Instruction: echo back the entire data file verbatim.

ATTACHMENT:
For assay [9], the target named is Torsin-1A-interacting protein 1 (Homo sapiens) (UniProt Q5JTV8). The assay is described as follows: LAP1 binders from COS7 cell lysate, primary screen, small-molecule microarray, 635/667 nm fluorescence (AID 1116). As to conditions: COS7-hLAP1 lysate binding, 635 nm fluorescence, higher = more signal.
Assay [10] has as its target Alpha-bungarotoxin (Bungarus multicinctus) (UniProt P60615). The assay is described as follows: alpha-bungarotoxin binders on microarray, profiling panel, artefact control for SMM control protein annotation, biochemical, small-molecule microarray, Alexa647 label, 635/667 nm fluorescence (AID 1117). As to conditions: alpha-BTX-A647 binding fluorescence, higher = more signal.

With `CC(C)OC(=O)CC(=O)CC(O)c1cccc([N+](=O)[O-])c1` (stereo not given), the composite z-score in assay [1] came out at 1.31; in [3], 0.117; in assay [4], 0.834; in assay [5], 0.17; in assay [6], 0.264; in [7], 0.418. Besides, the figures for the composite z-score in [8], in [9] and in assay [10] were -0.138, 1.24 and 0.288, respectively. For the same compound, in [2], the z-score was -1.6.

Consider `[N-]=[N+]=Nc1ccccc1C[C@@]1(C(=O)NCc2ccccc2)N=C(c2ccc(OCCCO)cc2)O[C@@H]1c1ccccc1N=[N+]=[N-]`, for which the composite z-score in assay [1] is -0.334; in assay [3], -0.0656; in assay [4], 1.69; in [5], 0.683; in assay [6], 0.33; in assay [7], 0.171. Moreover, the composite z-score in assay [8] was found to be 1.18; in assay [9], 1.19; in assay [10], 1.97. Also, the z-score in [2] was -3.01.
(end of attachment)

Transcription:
For assay [9], the target named is Torsin-1A-interacting protein 1 (Homo sapiens) (UniProt Q5JTV8). The assay is described as follows: LAP1 binders from COS7 cell lysate, primary screen, small-molecule microarray, 635/667 nm fluorescence (AID 1116). As to conditions: COS7-hLAP1 lysate binding, 635 nm fluorescence, higher = more signal.
Assay [10] has as its target Alpha-bungarotoxin (Bungarus multicinctus) (UniProt P60615). The assay is described as follows: alpha-bungarotoxin binders on microarray, profiling panel, artefact control for SMM control protein annotation, biochemical, small-molecule microarray, Alexa647 label, 635/667 nm fluorescence (AID 1117). As to conditions: alpha-BTX-A647 binding fluorescence, higher = more signal.

With `CC(C)OC(=O)CC(=O)CC(O)c1cccc([N+](=O)[O-])c1` (stereo not given), the composite z-score in assay [1] came out at 1.31; in [3], 0.117; in assay [4], 0.834; in assay [5], 0.17; in assay [6], 0.264; in [7], 0.418. Besides, the figures for the composite z-score in [8], in [9] and in assay [10] were -0.138, 1.24 and 0.288, respectively. For the same compound, in [2], the z-score was -1.6.

Consider `[N-]=[N+]=Nc1ccccc1C[C@@]1(C(=O)NCc2ccccc2)N=C(c2ccc(OCCCO)cc2)O[C@@H]1c1ccccc1N=[N+]=[N-]`, for which the composite z-score in assay [1] is -0.334; in assay [3], -0.0656; in assay [4], 1.69; in [5], 0.683; in assay [6], 0.33; in assay [7], 0.171. Moreover, the composite z-score in assay [8] was found to be 1.18; in assay [9], 1.19; in assay [10], 1.97. Also, the z-score in [2] was -3.01.